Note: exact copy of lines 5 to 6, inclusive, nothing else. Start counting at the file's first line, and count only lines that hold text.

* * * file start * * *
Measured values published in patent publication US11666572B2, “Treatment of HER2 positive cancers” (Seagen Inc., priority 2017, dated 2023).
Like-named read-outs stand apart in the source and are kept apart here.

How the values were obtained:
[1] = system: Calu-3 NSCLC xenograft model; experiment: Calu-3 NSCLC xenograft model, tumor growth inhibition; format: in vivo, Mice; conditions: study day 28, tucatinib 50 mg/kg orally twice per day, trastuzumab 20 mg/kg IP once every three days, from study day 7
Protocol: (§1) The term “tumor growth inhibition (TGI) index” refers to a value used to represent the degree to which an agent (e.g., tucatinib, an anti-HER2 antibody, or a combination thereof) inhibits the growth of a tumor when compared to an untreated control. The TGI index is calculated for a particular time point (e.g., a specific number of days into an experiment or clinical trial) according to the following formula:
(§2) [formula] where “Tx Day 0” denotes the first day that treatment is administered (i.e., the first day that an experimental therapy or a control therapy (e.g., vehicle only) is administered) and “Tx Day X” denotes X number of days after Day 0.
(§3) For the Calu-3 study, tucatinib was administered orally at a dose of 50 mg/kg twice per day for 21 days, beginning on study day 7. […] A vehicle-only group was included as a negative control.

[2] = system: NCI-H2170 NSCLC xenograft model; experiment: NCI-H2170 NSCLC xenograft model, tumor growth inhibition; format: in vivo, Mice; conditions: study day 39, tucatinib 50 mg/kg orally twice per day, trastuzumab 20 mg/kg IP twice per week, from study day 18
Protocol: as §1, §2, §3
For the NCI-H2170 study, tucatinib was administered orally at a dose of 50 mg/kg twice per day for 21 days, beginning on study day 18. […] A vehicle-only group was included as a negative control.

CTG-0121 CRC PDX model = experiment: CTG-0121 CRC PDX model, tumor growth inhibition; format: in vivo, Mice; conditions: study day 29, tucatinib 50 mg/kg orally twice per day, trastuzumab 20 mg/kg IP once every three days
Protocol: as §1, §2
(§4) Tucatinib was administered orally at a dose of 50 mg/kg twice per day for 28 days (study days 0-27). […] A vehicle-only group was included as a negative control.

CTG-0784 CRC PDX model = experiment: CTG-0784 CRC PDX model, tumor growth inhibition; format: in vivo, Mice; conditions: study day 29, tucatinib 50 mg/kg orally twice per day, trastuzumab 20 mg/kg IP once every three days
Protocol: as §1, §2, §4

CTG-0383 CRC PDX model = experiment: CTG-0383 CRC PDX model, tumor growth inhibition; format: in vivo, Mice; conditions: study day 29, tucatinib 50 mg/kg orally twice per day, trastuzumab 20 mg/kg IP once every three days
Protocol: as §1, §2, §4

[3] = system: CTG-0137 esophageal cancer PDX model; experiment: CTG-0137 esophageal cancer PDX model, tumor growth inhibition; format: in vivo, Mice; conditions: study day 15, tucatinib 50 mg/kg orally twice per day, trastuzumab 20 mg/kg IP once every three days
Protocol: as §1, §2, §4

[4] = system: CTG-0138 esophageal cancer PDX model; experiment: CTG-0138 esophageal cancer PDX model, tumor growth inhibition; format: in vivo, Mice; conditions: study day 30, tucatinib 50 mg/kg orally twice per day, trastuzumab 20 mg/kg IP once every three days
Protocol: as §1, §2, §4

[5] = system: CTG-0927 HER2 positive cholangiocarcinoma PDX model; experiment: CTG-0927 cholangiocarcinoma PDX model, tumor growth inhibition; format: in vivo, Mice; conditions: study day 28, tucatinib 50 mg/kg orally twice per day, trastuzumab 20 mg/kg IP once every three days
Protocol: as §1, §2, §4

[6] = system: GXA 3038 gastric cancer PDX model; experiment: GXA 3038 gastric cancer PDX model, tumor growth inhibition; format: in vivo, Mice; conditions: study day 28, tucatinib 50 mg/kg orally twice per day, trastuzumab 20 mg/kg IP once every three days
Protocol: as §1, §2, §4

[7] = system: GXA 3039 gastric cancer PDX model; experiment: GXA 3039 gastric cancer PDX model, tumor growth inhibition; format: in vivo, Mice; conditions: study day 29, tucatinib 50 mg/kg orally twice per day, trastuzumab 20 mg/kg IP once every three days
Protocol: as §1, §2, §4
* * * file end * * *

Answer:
Protocol: (§1) The term “tumor growth inhibition (TGI) index” refers to a value used to represent the degree to which an agent (e.g., tucatinib, an anti-HER2 antibody, or a combination thereof) inhibits the growth of a tumor when compared to an untreated control. The TGI index is calculated for a particular time point (e.g., a specific number of days into an experiment or clinical trial) according to the following formula:
(§2) [formula] where “Tx Day 0” denotes the first day that treatment is administered (i.e., the first day that an experimental therapy or a control therapy (e.g., vehicle only) is administered) and “Tx Day X” denotes X number of days after Day 0.